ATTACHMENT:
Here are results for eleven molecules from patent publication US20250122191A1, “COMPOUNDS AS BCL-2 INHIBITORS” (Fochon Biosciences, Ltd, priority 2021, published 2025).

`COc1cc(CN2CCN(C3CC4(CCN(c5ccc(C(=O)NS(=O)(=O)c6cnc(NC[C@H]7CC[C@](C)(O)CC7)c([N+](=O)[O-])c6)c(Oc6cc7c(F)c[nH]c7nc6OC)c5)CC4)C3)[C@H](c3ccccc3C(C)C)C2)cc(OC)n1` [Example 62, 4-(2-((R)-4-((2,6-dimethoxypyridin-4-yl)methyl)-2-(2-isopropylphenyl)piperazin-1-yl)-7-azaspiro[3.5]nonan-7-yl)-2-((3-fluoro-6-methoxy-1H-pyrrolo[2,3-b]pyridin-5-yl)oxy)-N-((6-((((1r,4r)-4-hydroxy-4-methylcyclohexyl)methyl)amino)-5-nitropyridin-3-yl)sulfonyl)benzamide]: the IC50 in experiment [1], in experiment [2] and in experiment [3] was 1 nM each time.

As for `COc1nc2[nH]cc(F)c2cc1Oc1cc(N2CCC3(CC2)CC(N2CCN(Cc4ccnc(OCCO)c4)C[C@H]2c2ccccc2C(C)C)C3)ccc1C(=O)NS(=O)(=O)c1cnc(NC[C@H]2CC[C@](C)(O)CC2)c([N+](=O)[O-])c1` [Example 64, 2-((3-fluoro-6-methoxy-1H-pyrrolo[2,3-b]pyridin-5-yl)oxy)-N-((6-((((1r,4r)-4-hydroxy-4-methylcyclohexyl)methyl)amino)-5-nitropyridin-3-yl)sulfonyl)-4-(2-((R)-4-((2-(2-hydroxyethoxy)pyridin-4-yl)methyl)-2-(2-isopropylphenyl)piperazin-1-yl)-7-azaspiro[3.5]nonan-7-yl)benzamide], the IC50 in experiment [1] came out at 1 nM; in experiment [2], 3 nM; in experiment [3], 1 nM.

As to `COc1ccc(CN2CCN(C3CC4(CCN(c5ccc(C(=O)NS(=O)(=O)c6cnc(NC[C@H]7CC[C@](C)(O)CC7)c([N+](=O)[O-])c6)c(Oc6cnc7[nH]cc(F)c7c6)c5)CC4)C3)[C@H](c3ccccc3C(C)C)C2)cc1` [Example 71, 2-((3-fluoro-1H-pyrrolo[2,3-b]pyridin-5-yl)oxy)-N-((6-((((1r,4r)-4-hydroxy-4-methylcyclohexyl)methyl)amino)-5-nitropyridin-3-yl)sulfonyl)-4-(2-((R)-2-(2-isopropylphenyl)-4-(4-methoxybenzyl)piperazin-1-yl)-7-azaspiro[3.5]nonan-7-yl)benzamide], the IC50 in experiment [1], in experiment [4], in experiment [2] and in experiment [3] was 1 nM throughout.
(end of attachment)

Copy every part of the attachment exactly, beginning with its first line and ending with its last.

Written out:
Here are results for eleven molecules from patent publication US20250122191A1, “COMPOUNDS AS BCL-2 INHIBITORS” (Fochon Biosciences, Ltd, priority 2021, published 2025).

`COc1cc(CN2CCN(C3CC4(CCN(c5ccc(C(=O)NS(=O)(=O)c6cnc(NC[C@H]7CC[C@](C)(O)CC7)c([N+](=O)[O-])c6)c(Oc6cc7c(F)c[nH]c7nc6OC)c5)CC4)C3)[C@H](c3ccccc3C(C)C)C2)cc(OC)n1` [Example 62, 4-(2-((R)-4-((2,6-dimethoxypyridin-4-yl)methyl)-2-(2-isopropylphenyl)piperazin-1-yl)-7-azaspiro[3.5]nonan-7-yl)-2-((3-fluoro-6-methoxy-1H-pyrrolo[2,3-b]pyridin-5-yl)oxy)-N-((6-((((1r,4r)-4-hydroxy-4-methylcyclohexyl)methyl)amino)-5-nitropyridin-3-yl)sulfonyl)benzamide]: the IC50 in experiment [1], in experiment [2] and in experiment [3] was 1 nM each time.

As for `COc1nc2[nH]cc(F)c2cc1Oc1cc(N2CCC3(CC2)CC(N2CCN(Cc4ccnc(OCCO)c4)C[C@H]2c2ccccc2C(C)C)C3)ccc1C(=O)NS(=O)(=O)c1cnc(NC[C@H]2CC[C@](C)(O)CC2)c([N+](=O)[O-])c1` [Example 64, 2-((3-fluoro-6-methoxy-1H-pyrrolo[2,3-b]pyridin-5-yl)oxy)-N-((6-((((1r,4r)-4-hydroxy-4-methylcyclohexyl)methyl)amino)-5-nitropyridin-3-yl)sulfonyl)-4-(2-((R)-4-((2-(2-hydroxyethoxy)pyridin-4-yl)methyl)-2-(2-isopropylphenyl)piperazin-1-yl)-7-azaspiro[3.5]nonan-7-yl)benzamide], the IC50 in experiment [1] came out at 1 nM; in experiment [2], 3 nM; in experiment [3], 1 nM.

As to `COc1ccc(CN2CCN(C3CC4(CCN(c5ccc(C(=O)NS(=O)(=O)c6cnc(NC[C@H]7CC[C@](C)(O)CC7)c([N+](=O)[O-])c6)c(Oc6cnc7[nH]cc(F)c7c6)c5)CC4)C3)[C@H](c3ccccc3C(C)C)C2)cc1` [Example 71, 2-((3-fluoro-1H-pyrrolo[2,3-b]pyridin-5-yl)oxy)-N-((6-((((1r,4r)-4-hydroxy-4-methylcyclohexyl)methyl)amino)-5-nitropyridin-3-yl)sulfonyl)-4-(2-((R)-2-(2-isopropylphenyl)-4-(4-methoxybenzyl)piperazin-1-yl)-7-azaspiro[3.5]nonan-7-yl)benzamide], the IC50 in experiment [1], in experiment [4], in experiment [2] and in experiment [3] was 1 nM throughout.